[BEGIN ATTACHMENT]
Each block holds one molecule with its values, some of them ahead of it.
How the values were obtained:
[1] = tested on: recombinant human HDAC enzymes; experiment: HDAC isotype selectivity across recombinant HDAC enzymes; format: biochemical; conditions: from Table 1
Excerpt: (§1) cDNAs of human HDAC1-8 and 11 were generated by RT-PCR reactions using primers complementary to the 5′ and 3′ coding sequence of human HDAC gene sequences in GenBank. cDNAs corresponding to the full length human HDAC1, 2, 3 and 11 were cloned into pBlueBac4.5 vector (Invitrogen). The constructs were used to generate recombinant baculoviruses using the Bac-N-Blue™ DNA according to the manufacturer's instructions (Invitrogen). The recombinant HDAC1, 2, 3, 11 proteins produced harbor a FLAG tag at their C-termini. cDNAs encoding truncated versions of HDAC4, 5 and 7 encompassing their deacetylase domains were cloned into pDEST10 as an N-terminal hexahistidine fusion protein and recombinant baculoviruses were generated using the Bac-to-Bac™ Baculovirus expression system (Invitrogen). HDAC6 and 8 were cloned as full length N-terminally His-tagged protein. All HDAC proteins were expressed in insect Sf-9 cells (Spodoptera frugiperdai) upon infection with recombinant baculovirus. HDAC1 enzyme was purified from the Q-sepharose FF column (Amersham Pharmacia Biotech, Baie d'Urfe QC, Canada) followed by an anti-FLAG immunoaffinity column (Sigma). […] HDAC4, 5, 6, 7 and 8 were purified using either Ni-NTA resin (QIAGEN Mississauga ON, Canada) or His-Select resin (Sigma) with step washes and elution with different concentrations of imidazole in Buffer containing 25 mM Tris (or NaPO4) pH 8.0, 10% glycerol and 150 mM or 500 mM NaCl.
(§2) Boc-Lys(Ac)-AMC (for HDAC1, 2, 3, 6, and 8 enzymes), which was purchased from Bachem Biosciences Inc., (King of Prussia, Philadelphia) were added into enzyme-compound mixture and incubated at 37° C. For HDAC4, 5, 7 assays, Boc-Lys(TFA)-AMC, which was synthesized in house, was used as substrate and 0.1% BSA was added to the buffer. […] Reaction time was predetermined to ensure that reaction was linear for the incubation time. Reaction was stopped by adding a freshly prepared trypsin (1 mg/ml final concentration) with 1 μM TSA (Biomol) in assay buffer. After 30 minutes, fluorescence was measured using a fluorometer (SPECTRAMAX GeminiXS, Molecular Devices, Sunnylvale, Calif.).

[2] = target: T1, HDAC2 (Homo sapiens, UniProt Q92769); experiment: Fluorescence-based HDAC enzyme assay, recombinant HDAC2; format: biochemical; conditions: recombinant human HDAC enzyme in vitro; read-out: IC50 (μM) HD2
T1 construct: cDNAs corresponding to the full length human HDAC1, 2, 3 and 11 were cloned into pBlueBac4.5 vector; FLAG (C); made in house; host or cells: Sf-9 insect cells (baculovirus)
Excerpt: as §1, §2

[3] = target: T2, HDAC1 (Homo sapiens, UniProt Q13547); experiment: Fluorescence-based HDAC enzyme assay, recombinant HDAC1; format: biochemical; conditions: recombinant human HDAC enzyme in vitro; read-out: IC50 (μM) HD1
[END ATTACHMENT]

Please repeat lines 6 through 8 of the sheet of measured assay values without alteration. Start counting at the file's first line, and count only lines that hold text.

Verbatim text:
[2] = target: T1, HDAC2 (Homo sapiens, UniProt Q92769); experiment: Fluorescence-based HDAC enzyme assay, recombinant HDAC2; format: biochemical; conditions: recombinant human HDAC enzyme in vitro; read-out: IC50 (μM) HD2
T1 construct: cDNAs corresponding to the full length human HDAC1, 2, 3 and 11 were cloned into pBlueBac4.5 vector; FLAG (C); made in house; host or cells: Sf-9 insect cells (baculovirus)
Excerpt: as §1, §2